I have to admit, the timing here is almost ironic. I finish this book just when Ringling Brothers announces their closure. Anyways, Night Circus has a lot going for it. An interesting premise, mystery, magic, and a great cast of characters in an intriguing setting. The language is also unusually detailed, which matches well with the mysterious artsy tone.
I should have loved this, but I only liked it. I had 3 main problems with Night Circus. First and foremost, I hate present tense narrative, and everything else was not stellar enough to override that. Second, the artful language tried too hard, especially when the second person breaks in, as it does occasionally throughout. I know this is a technique meant to draw a reader into the world, but when the characters don’t understand what’s going on a lot of the time, the second person interludes with the attempts at atmosphere just don’t work because there’s nothing to quite connect them too.
Lastly, the mysteries stretch out for nearly the whole book, and then suddenly come a handful of answers at the end. You might say this is pacing issue. didn’t notice this until I was halfway through, but the novel jumps around time-wise, and at first it was confusing until I noticed that time frames had been changed. Because it’s hard to notice, if you don’t pay attention, a time jump or skip might happen, and you’re lost as to what’s going on. Given that no one else seems to know what’s going on except the 2 magicians for most of the book, this is not artful or suspenseful; it’s just confusing. Having Celia and Marco suddenly a) figure out the competition they’ve been set up in for the past 20+ years and b) suddenly hook up (admittedly that’s been set up for a long time, but the suddenness of acting on it doesn’t work) after 90 percent of the story has built layers of mystery and conflict is just not satisfying, and it doesn’t explain how or why things turn out as they do. Why does it take 25 years for two pretty talented magicians to figure out the competition they’re set up in, and why do they suddenly give in to their attraction to each other? For that matter, what do they see in each other, other than a fellow competitor with a sucky upbringing? Marco was an orphan adopted and trained by the mysterious Mr A.H (magician 1), while Celia’s father is Prospero the Enchanter (magician 2), former student of A.H., who competes with him by raising Celia specifically to win a mysterious competition against a pupil of A.H’s. Marco is abandoned a lot of the time, and Celia is abused for lack of a better term to train her in magic. A.H. mentions near the end that he chose Marco to complement Celia, but what that means is not explained. I can guess what the game is, but because no one else really seems to know or care, it doesn’t seem to matter, but it’s the central plot so it feels like it should.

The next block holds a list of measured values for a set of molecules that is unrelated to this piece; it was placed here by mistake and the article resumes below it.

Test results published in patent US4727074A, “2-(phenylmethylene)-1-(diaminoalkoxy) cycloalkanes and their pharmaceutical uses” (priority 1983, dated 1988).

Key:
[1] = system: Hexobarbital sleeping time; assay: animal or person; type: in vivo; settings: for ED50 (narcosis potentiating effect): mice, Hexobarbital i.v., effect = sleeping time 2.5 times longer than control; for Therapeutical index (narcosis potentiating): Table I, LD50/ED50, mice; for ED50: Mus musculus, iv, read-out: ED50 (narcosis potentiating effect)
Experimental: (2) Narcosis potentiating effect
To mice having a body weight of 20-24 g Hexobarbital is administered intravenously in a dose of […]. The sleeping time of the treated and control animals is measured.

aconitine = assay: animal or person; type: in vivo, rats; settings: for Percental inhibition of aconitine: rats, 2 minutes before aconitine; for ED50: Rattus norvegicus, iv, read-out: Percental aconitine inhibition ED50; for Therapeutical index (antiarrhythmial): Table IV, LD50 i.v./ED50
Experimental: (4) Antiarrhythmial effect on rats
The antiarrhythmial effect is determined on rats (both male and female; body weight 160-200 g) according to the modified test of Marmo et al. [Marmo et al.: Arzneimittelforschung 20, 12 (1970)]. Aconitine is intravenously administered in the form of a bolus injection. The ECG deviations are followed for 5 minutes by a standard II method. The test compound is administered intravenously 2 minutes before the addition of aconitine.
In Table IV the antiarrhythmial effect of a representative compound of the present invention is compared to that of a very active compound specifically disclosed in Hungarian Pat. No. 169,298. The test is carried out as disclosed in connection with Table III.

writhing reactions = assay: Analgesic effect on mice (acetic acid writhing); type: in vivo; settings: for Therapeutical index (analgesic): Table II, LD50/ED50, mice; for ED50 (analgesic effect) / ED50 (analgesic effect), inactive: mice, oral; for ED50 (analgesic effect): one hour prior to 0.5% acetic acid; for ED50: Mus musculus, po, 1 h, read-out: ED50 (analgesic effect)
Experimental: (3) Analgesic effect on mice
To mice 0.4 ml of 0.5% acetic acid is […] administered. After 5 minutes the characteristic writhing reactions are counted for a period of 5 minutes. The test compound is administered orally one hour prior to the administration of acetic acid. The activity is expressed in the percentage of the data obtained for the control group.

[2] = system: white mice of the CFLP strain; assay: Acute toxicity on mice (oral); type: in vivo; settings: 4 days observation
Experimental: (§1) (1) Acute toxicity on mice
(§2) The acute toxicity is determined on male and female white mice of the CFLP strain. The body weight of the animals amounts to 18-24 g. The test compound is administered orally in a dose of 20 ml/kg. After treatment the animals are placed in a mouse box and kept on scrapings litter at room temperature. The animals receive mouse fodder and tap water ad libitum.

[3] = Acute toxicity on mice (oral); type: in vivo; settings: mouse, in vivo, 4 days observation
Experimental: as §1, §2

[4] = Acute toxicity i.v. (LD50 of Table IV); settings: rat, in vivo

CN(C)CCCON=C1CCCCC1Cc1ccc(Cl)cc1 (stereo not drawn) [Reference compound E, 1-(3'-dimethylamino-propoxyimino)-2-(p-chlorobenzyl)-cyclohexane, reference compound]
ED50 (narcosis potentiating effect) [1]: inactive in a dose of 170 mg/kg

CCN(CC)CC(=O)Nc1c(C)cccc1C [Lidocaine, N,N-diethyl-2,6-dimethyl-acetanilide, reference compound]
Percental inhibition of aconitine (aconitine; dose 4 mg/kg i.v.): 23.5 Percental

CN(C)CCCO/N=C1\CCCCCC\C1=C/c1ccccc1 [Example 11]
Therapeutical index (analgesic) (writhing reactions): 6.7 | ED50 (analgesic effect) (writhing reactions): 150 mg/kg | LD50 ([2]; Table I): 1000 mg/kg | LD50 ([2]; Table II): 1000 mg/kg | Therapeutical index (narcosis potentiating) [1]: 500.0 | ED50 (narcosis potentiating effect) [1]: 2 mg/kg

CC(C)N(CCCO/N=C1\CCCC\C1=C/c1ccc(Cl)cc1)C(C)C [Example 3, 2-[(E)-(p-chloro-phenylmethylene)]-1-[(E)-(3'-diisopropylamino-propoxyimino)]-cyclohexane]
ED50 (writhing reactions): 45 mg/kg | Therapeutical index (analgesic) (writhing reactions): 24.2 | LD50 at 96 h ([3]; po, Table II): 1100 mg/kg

What really saves Night Circus is the side characters. The ordinary-ish people who get drawn in to help set up and run the circus, like Chandresh the wealthy sponsor/dilettante, the Burgess sisters, Madame Padva the former ballerina, Mr. Barris the architect, and the clockmaker Mr Thiessen all are interesting and somewhat complex, and together they create the circus setting, but all experience some kind of tragedy as a result. There’s also the next generation, who include Poppet and Widget, the Murray twins who are born opening night of the circus to circus parents (their father is the large cat trainer), and Bailey who is dared to break into the circus at the age of 10, and from that moment experiences a strange connection to the place and its people. These are the more human, and more relatable characters. They’re the ones I rooted for, cried for, and generally cared about. Not Celia and Marco, who are the main characters.
This was worth reading, but it wasn’t as great as the hype. 3.5 stars.